Rebecca Lobo and Carolyn Peck Discuss Launch of WNBA Season
Question and Answer Session
Q. Rebecca, you've talked a bit about touching on the 15th anniversary. I'm just curious, when you started with the league, could you have imagined 15 years?
REBECCA LOBO: No. I couldn't have imagined myself as a 37 year old (laughing). But I think early on those of us who were part of it were so excited that we had this league, and something we didn't even think about as kids because it didn't exist. I don't even remember dreaming about a women's league when I was a little girl. It was always maybe I'd get a chance to play for the Celtics kind of a thing. The fact that these rookies this year grew up with the WNBA, they have known nothing other than a professional league here is pretty amazing. It's even more I'm even more proud of it because I have three young daughters myself, and it's normal for them to watch women play professional basketball. But, no, I mean I don't think I could have ever projected my life 15 years down the road and had a grasp or any grasp as to what this all would mean.
Q. Carolyn, with the rosters, the 11 roster spots and obviously the 12 teams, do you think in any sense that the league has become too difficult to break into? That there are perhaps a lot of young stars that people follow, and some of these younger players are just not making rosters or some veteran players who were on a roster for a long time, do you think it's just too difficult to make a team?
CAROLYN PECK: I think that it is difficult. But I think what it has done is it has intensified the quality of talent that is on each team. It's not allowing teams with the 13 players that they used to be able to have to carry IR, and some players that you could develop. I think that's where it hurts the most is having the ability to have players to develop and hold the rights to. But I think what it does though is it makes I think it keeps the fire under the veteran players that they have to stay sharp on their game because there are younger players that are itching to get into the league.
Q. I wanted to ask you about the Minnesota Lynx, with the drafting of Maya Moore and Amber Harris and a healthy Seimone Augustus and Candice Wiggins, do you think this might be the year the Lynx finally put it together?
REBECCA LOBO: I thought last year was going to be the year they put it together then they dealt with injuries again with Candice Wiggins and Seimone coming back less than 100% early in the season. They really have the pieces. They have some great young players. I think Cheryl Reeve is a really good coach. The key for them is always can they stay healthy? If they stay healthy, especially with the addition of Maya, I could see them contending for the Western Conference title.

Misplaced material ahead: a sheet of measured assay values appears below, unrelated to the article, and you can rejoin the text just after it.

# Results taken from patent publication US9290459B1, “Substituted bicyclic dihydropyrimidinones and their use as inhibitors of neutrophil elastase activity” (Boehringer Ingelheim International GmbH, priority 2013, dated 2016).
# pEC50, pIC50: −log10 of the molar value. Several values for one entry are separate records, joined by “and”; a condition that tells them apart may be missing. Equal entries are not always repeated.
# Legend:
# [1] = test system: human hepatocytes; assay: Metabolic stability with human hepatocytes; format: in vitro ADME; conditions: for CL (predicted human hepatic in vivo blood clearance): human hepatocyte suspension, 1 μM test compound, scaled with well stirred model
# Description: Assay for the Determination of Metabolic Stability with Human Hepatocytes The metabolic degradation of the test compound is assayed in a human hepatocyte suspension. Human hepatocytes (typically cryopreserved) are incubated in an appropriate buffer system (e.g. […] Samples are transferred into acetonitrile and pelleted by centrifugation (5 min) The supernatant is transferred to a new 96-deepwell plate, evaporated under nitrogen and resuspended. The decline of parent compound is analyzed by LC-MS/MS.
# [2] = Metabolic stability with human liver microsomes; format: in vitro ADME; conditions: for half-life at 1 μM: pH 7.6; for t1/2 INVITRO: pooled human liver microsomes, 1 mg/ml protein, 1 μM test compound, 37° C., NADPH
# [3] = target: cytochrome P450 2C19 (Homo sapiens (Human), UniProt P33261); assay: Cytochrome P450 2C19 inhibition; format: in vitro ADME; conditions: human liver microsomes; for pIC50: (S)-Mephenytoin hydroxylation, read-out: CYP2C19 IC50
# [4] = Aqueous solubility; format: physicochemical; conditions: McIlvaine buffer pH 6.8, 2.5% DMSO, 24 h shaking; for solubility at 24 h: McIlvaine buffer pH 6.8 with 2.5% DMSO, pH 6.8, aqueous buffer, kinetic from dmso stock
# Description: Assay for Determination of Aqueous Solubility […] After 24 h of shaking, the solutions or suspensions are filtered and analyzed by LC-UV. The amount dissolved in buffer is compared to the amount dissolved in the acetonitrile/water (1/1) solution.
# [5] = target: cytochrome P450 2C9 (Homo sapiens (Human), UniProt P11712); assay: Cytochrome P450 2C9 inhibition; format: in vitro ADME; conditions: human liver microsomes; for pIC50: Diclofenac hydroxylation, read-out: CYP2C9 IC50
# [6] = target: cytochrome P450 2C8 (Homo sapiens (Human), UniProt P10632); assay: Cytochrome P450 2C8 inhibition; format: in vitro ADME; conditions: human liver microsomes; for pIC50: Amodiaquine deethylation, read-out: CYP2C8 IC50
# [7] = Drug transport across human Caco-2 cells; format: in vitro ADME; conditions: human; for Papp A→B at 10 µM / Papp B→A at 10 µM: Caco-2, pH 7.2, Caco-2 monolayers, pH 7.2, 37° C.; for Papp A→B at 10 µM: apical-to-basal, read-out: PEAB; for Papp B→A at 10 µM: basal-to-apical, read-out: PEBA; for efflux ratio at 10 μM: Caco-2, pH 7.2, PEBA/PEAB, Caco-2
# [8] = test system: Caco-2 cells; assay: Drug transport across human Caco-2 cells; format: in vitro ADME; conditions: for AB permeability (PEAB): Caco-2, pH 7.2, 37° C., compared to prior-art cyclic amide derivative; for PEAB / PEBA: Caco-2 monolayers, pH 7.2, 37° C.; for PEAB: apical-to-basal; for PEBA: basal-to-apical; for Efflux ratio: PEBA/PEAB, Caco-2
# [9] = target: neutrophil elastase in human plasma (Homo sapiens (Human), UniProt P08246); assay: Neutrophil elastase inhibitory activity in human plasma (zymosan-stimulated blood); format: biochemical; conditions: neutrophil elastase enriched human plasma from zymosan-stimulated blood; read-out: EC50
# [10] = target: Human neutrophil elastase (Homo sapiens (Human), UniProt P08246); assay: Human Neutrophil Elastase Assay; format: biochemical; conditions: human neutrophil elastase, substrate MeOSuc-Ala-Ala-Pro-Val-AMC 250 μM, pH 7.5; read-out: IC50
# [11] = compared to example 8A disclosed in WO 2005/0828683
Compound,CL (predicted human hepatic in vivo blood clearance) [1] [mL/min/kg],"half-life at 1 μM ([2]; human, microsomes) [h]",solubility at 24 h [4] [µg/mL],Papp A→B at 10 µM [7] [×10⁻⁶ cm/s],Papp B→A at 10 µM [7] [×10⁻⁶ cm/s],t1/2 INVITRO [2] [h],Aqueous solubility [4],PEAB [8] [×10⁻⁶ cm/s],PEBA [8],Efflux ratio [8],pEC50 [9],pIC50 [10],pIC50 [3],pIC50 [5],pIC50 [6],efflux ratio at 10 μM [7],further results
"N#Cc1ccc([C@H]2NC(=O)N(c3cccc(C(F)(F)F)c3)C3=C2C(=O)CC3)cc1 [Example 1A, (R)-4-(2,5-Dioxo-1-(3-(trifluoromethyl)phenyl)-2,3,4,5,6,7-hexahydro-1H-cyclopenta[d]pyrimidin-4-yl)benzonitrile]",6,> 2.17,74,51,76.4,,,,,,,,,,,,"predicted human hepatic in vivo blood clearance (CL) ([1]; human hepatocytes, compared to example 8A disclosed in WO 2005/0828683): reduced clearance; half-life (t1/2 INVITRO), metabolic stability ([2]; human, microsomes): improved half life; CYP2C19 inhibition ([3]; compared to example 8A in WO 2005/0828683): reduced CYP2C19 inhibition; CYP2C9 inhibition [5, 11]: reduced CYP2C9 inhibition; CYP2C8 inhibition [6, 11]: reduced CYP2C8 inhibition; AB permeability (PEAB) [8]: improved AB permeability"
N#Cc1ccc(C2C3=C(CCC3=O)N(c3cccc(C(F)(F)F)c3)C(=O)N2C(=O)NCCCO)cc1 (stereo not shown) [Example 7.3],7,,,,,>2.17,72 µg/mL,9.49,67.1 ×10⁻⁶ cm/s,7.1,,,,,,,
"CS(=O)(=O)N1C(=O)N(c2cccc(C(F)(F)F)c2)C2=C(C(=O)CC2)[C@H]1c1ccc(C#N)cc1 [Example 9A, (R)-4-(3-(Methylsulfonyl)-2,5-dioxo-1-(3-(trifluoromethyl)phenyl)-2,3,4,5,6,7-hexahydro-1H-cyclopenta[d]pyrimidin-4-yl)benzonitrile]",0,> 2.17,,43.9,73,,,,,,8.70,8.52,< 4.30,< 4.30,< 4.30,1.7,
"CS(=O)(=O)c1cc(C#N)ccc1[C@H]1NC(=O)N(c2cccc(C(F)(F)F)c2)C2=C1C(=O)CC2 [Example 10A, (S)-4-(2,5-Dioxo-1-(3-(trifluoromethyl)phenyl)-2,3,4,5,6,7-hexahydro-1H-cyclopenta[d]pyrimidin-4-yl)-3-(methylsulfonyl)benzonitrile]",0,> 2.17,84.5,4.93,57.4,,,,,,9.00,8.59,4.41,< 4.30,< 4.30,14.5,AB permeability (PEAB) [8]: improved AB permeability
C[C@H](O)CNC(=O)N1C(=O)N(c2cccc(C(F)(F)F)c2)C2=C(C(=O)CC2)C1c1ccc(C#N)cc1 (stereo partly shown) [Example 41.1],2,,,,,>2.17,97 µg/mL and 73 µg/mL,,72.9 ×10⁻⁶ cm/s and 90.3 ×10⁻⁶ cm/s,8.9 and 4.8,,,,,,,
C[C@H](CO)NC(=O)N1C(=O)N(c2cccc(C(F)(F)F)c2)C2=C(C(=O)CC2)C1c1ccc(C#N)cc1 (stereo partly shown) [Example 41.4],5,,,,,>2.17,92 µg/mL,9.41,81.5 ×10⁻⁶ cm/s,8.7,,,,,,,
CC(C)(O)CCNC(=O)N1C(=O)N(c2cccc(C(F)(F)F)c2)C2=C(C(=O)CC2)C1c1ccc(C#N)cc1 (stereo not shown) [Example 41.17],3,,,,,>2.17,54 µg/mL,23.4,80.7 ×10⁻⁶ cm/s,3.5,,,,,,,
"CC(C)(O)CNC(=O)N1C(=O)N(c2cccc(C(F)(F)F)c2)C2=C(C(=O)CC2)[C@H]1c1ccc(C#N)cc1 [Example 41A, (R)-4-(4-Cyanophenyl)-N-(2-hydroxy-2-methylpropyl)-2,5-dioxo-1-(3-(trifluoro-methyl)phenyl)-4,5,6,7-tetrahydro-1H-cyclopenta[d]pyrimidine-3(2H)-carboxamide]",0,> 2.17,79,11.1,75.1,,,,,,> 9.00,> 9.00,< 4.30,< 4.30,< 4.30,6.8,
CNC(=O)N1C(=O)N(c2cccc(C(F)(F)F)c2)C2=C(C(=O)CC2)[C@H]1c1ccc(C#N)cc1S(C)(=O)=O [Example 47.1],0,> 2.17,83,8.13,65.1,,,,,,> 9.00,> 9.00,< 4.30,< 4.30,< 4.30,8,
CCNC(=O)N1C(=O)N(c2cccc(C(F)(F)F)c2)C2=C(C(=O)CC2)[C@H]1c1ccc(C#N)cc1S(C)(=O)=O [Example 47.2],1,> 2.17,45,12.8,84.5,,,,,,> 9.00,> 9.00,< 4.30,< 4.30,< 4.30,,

CAROLYN PECK: I'd have to agree with Rebecca -- if they stay healthy. They haven't just added young talent, they've added great talent in a player like Maya Moore, and Amber Harris and her versatility. The key is the point guard position, and being able to distribute and getting the basketball in the right places at the right time, and understanding how to play with a veteran player like a Seimone Augustus. I think adding a Taj McWilliams-Franklin brings some veteran leadership in to kind of help that along. Right now it's just a matter of managing the talent. When you have that much talent together, who takes the shot when, and how do you make that machine work well together?
Q. With the addition of Maya Moore, the return of Candace Parker and now a well rested Diana Taurasi, who do you think are the top three front runners in the western conference and in what order?
CAROLYN PECK: Front runners teamwise in the West�I've got to believe that Seattle right now would be the front runner and then I would say Phoenix with a well rested (Diana) Taurasi. But with Candace Parker coming back to L.A., I think that those would be the three teams to battle it out in the west.
REBECCA LOBO: I would have to agree. You say Seattle because they've won in such dominant fashion and their record last year in the west. And then I would go to Phoenix as well, not only a rested Taurasi, but you have to remember it's a rested Penny Taylor as well, and then L.A. But L.A.'s going to be much improved just because Candace is back, but also Jantel Lavender is a big presence for them, a rookie that comes in with a big body. I think she's going to allow Candace Parker to have a little bit easier time whether she's inside or out because Jantel is such a physical presence.
Q. Would you say that Maya Moore is the biggest name in the league and biggest game changer since Candace Parker in 2008?
CAROLYN PECK: I would think so. She�s coming out of college a three time Wade recipient winning three National Championships with the dominance that she's had and her impact in college, and the versatility and the way she plays...I would have to say yes, she probably is since Candace Parker.
REBECCA LOBO: I think she's definitely the biggest name, and for those reasons that Carolyn just said, winning championships. She's been talked about especially by ESPN because of the success she's had. Being on that UCONN team that broke the 88 game streak, I think she has more name recognition than any other player since Candace.